I’m reminded of something that I teach the youth. I tell them all that it’s okay to not always be okay. It’s okay to be scarred and broken. It is in those broken pieces that we find out who we really are. Ernest Hemingway put it brilliantly when he said “We are all broken, that’s how the light gets in”.
There is a Japanese art form called Kintsugi. It is a method used to fix broken ceramics and beautiful serving pieces. When a piece is broken, they repair it with gold. The idea is that the broken pieces can be put back together to reveal something much more beautiful. That the history of the piece now can make it a piece of art.
How amazing would it be if we were all repaired with gold? First of all, I would look like a walking Oscar statue, but my brokenness would be admired and applauded instead of judged and turned away from.
The difference between our Gospel centered lives and those of the nay-sayers and those that think it’s just too hard…..is the beautiful knowledge that we have of our Savior. He is our potter. He is our creator. He made us and when we are broken, He fixes us. No, not with gold….He fixes us with His blood. His ultimate, unconditional love.
There is a gorgeous painting by a man named Yongsung Kim called The Hand of God. It is an image of Christ standing above and reaching down water. The perspective of the image is that of someone drowning and looking up.
This image will always be my favorite. It is the perfect depiction of who my Savior always has been and always will be in my life. My very literal Savior, saving me from drowning. The most beautiful part of this image for me is that He is not coming down into the water. He is staying strong on the surface and reaching down. It is up to me to fight and kick and use every ounce I have to get to His outstretched hand.
He will always be there. No matter the reasons I am going under; depression, sin, choices I’ve made, things both in and out of my control. No matter why I am drowning, as long as I look up, He will be there. He doesn’t care how or why I am where I am, He just wants to help. He wants to bring me back up to the surface of the water where He will walk with me and be there extending His grace every time I start to drown again.
He doesn’t need to go down to the deepest, darkest depths, because He already has. He made the ultimate sacrifice and took on all of it so that He could understand us and help us know that we are not alone. In those deep depths of despair, only He will be the light to guide us to safety.
Our Savior will always be found in the hardest times and the darkest places. Only He is there when we feel abandoned or alone or not good enough. He is our voice of reason.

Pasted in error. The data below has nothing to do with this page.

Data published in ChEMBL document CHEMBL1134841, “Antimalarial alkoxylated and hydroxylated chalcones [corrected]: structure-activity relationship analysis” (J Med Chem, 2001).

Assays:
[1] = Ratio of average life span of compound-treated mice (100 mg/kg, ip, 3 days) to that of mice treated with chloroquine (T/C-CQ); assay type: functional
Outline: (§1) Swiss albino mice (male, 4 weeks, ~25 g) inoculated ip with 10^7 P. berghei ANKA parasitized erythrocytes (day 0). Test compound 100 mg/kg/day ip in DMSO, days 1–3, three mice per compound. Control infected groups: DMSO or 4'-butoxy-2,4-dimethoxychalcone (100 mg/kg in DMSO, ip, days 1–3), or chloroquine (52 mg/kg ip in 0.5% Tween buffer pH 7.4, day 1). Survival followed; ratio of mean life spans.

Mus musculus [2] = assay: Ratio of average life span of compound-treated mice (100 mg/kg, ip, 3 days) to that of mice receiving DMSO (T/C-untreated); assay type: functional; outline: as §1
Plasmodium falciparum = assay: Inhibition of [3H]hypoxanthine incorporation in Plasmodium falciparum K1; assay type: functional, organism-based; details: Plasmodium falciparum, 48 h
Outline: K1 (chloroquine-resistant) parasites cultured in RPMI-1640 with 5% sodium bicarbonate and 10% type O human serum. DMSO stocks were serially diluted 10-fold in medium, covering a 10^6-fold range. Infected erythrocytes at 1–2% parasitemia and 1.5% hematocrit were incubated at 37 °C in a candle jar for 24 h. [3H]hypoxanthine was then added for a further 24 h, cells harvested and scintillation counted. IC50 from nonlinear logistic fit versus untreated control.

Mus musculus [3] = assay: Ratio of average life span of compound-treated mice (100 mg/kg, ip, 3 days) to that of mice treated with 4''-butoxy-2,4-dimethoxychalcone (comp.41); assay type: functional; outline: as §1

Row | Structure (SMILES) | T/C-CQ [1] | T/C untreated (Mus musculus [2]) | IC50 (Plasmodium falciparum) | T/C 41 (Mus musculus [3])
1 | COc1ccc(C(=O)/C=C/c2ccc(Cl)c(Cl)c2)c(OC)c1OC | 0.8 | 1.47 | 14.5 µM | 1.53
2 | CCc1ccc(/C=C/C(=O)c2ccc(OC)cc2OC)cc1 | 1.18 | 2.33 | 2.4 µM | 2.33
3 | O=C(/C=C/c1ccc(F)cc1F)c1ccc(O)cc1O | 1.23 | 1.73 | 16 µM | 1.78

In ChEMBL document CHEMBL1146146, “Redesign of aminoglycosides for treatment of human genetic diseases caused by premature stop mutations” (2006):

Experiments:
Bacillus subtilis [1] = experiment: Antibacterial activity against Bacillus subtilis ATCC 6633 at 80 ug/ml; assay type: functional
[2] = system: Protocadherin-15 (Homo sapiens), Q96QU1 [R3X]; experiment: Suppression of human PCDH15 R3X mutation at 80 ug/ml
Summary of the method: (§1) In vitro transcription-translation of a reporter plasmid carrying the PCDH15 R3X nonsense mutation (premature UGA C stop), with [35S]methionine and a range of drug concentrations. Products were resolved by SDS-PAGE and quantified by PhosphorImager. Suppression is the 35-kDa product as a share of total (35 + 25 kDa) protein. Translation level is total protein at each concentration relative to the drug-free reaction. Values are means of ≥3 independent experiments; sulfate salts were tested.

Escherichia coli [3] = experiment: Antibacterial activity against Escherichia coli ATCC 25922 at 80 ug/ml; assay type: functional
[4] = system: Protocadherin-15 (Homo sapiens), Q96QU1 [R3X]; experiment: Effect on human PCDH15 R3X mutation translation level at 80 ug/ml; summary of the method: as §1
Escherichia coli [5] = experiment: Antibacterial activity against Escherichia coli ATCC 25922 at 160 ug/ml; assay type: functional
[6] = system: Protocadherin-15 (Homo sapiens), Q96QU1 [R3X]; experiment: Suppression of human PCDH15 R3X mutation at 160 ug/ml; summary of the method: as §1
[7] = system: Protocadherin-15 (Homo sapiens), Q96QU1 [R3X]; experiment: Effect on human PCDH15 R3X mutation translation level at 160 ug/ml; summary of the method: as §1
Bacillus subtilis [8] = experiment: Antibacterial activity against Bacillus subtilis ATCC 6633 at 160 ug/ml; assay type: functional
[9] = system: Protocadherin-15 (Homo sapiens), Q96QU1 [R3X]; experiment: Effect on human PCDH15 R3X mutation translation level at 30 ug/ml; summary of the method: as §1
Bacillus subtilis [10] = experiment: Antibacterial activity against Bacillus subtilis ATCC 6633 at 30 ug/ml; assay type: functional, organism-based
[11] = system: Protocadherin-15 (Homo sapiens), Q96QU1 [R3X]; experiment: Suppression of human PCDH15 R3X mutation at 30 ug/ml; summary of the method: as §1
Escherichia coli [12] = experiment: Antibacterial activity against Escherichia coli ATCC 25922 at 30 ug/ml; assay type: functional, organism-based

All of the lists and the obedience and the hard work that come along with this Gospel are there to help us make something of our lives. They are there to remind us that this life is a gift and we need to work to the best of our abilities to show our love for that gift. They are not shackles or chains designed to hold us back, but the momentum we need to fly. Living a life in the service of God is ultimately living a life to serve others. Giving away our lives will make them more fulfilled and beautiful.
However, do not run harder than you have the energy for. Do what you can, when you can, with what you have. If everyone in this church were living the “ideal Mormon life” and doing all that was required, we wouldn’t need the constant reminders.
Elder Holland says “Brothers and sisters, every one of us aspires to a more Christlike life than we often succeed in living. If we admit that honestly and are trying to improve, we are not hypocrites; we are human”.
Moroni says “Come unto Christ, and be perfected in him….Love God with all your might, mind and strength, then by his grace ye may be perfect in Christ.”
IN being the key word. We cannot do it alone. We were not meant to do it alone. It is only by and through His grace that we will ever be able to qualify for that beautiful life in the eternities. We could never live long enough or work hard enough to repay our debt if Christ hadn’t taken it for us.
Elder Holland’s words echo in my heart, “Our only hope for true perfection is in receiving it as a gift from heaven…… If we persevere, then somehow in eternity our refinement will be finished and complete ”
He continues, “I testify of that grand destiny, made available to us by the Atonement of the Lord Jesus Christ, who Himself continued from “grace to grace”…. I testify that in this and every hour He is, with nail-scarred hands, extending to us that same grace, holding on to us and encouraging us, refusing to let us go until we are safely home in the embrace of Heavenly parents..”
It is my Savior that kept me from ending my life. It is my Savior that has stayed with me through all the ups and downs, and more than anyone He knows how imperfect I am. But I know, in the deepest parts of my soul that He loves me no matter what. That He knows the intentions of my heart and that He will be there to catch me when I fall again and again. His grace is the greatest gift I have ever been given and will continue to be given while I am persevering in this life. For that, I am eternally grateful.